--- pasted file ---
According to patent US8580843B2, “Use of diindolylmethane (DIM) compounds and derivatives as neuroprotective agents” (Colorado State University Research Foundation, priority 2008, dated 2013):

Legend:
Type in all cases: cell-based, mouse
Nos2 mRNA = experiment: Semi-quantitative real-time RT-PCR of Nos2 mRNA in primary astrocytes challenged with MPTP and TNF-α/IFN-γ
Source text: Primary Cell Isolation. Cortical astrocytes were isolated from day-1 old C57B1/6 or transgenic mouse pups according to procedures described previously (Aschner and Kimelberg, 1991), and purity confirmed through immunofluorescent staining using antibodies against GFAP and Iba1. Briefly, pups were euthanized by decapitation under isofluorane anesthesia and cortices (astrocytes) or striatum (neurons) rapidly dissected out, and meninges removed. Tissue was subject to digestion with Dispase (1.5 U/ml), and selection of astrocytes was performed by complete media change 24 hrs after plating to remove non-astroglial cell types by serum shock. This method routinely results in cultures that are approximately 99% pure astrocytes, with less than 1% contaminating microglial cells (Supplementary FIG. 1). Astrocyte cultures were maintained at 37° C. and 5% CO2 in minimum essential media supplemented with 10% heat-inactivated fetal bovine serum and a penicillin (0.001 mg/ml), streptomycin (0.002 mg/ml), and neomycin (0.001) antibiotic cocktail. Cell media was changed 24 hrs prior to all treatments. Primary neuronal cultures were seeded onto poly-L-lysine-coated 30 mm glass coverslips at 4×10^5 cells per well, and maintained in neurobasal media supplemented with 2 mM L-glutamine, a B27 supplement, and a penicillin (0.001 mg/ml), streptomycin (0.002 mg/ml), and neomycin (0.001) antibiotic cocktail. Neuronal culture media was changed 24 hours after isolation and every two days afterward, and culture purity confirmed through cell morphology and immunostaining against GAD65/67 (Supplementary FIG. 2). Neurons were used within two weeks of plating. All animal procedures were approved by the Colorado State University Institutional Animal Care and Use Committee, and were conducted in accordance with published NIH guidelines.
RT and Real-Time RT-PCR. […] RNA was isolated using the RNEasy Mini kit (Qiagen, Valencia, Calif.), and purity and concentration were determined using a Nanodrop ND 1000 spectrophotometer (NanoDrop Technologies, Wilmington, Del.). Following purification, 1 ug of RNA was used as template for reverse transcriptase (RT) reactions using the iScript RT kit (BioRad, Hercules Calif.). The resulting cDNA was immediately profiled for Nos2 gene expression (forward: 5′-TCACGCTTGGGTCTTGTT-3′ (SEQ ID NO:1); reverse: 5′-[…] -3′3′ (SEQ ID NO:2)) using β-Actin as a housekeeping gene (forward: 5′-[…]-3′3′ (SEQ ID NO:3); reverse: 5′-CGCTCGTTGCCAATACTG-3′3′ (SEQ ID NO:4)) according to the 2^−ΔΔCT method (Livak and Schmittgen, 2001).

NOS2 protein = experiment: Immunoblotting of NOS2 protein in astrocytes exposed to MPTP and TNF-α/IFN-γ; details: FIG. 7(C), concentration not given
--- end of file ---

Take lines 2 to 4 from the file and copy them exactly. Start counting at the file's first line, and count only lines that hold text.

Legend:
Type in all cases: cell-based, mouse
Nos2 mRNA = experiment: Semi-quantitative real-time RT-PCR of Nos2 mRNA in primary astrocytes challenged with MPTP and TNF-α/IFN-γ